*The U.S. Department of Defense would have to agree they ‘own’ the tests, and they can’t recruit students in 10th grade (they can identify high-performing students for recruiting in 11th and 12th grades). Currently, the test is offered by guidance counselors to students they think should (or want to) consider the military. But many students (especially ones who have little exposure in life to the countless kinds of career options that exist) would be so much better prepared to make education and life choices with access to these tools.”

Meredith Olson
President, VELA Education Fund

“The magic wand I would wave would allow students freedom to combine the settings, methods, and social arrangements (people) for their learning in novel ways. That would mean greater flexibility of time and place, and more opportunities for solo learning (getting lost in a book!), mixed-age learning, engagement with adults and family members, participation in community organizations, and enrichment opportunities. Less homework, less stress and deeper, more meaningful experiences and family time.”

Stay tuned for more in our “Magic Wand” series and join the conversation on Twitter @bellwethered.

(Editorial note: Some organizations listed in this series may include past or present clients or funders of Bellwether.)

How Can Educators Evaluate Virtual Student Engagement During the COVID-19 Pandemic?

Before the COVID-19 pandemic, educators commonly assessed student engagement using student self-report measures, teacher reports, and observational measures. These measures work for in-person learning environments where student participation and connectivity can be easily visible.

Now most teaching and learning occurs in virtual spaces, where instruction is delivered through learning management systems (e.g., Google Classroom) either synchronously or asynchronously. Teachers and school leaders have to engage students — and evaluate their engagement — in a remote environment with little formal or comprehensive training and often a limited ability to even see their students

There has been a great deal of writing recently about improving student engagement, but few resources provide guidance around measuring student engagement during remote learning. 

Based on a close read of the existing research and resources, and our own in-house expertise, Bellwether’s evaluation team is currently helping three clients to design and implement tools to evaluate virtual student engagement. While the measures themselves have not changed much since the pandemic, the uses and evaluation of these measures must adapt to our current realities, like many other approaches in education, to better serve and engage students and families.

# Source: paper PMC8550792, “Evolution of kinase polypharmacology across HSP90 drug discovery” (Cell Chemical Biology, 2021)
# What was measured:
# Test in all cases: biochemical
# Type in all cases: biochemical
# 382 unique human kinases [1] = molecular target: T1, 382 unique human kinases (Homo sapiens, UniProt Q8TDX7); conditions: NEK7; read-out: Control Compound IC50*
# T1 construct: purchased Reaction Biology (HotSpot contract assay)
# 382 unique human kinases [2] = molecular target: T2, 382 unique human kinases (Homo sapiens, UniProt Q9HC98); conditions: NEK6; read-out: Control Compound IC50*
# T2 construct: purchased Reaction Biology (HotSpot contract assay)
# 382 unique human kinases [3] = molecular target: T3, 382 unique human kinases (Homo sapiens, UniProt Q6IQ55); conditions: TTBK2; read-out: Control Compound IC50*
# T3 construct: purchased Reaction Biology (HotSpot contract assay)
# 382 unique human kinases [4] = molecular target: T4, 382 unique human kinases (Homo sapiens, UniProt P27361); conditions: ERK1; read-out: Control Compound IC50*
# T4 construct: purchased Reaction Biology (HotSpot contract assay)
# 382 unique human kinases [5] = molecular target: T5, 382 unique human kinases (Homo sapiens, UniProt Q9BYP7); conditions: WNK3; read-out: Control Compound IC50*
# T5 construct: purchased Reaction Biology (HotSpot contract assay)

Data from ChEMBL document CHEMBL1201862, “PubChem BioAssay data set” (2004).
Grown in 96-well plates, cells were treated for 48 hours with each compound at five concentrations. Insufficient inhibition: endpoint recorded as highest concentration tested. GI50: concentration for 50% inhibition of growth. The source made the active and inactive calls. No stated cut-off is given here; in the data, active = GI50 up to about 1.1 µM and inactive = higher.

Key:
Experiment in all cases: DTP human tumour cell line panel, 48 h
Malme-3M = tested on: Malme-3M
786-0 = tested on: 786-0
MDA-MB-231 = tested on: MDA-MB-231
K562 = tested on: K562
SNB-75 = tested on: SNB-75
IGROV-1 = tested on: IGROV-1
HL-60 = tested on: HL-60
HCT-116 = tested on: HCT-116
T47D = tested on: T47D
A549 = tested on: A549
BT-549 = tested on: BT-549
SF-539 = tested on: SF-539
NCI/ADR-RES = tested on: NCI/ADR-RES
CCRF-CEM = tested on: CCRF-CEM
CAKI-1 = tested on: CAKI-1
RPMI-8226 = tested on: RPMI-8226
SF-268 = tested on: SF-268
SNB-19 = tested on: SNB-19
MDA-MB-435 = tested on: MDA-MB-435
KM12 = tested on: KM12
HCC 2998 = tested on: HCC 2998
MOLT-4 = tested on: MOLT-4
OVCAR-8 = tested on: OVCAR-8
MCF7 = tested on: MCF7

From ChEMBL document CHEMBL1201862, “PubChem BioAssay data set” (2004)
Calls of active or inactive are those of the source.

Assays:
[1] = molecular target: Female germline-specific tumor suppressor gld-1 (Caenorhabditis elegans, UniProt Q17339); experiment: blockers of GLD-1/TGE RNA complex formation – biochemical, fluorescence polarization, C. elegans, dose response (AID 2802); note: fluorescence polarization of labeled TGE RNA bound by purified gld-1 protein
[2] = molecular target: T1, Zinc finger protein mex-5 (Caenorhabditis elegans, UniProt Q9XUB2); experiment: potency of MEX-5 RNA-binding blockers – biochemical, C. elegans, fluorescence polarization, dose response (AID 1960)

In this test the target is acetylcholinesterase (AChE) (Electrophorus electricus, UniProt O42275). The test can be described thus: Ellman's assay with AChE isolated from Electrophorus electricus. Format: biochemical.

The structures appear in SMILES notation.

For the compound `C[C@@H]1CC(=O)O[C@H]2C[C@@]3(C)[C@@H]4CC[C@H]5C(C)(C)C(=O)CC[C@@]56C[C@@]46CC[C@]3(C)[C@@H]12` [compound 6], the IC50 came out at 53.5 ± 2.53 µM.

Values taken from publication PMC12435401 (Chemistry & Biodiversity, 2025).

Here are two key considerations for educators and school leaders to keep in mind when evaluating virtual student engagement:

There is no one-size-fits-all model for measurement  Continue reading

Bellwether’s Parent-Teachers in the Time of COVID-19

Here at Bellwether, we consider our people a big asset (we even made a video about how much we like working together). We fancy ourselves as a fun, smart, and high-achieving group committed to facing the biggest challenges in education. Many of our team members were classroom teachers prior to entering administrative, policy, evaluation, and strategy roles at Bellwether, so overseeing the education of our own children should come naturally — right?

Toddler on a coach with a laptop, tablet, smartphone, and videogame controller

Photo courtesy the author

Not exactly. Even with the benefits of a work-from-home culture, a core value of flexibility, and myriad other forms of access and privilege, my teammates are struggling. Many of us are now juggling being both a parent and a professional within the same limited hours in a day.

When I asked the Bellwether parents of pre-Kindergarten through high-school-age students to share their experiences, I got a number of candid responses. Even these competent, tech-savvy, education professionals identified palpable struggles managing their time, knowing how to prioritize support of their home learners, and meeting the individual needs of each child.

The Bellwether parents who responded live in eight different states (Colorado, Illinois, Maryland, Massachusetts, North Carolina, Ohio, Texas, and Virginia), and collectively, they have 21 students. Most states were still in the early stages of closure when I conducted these polls, so the experiences below may not reflect improvements schools have made or will make.

What I heard around communications, materials, and processes is both scary and encouraging:

Continue reading

3 Things Head Start Programs Can Do Right Now to Improve Their Practice

Research tells us that, overall, Head Start has positive effects on children’s health, education, and economic outcomes. But there is wide variability in quality from program to program — and, as a field, we don’t understand why. 

Earlier this year, Sara Mead and I tried to figure that out. We published an analysis, conducted over three years, of several of the highest performing Head Start programs across the country. We specifically looked at programs that produce significant learning gains for children. Our goal was to understand what made them so effective.

As part of this project, we provided detailed, tactical information about exemplars’ design and practices. We hope to serve as a resource and starting point for other Head Start programs interested in experimenting with something new and, potentially, more effective.

Here are three action steps that Head Start programs can take right now to improve their practice:  Continue reading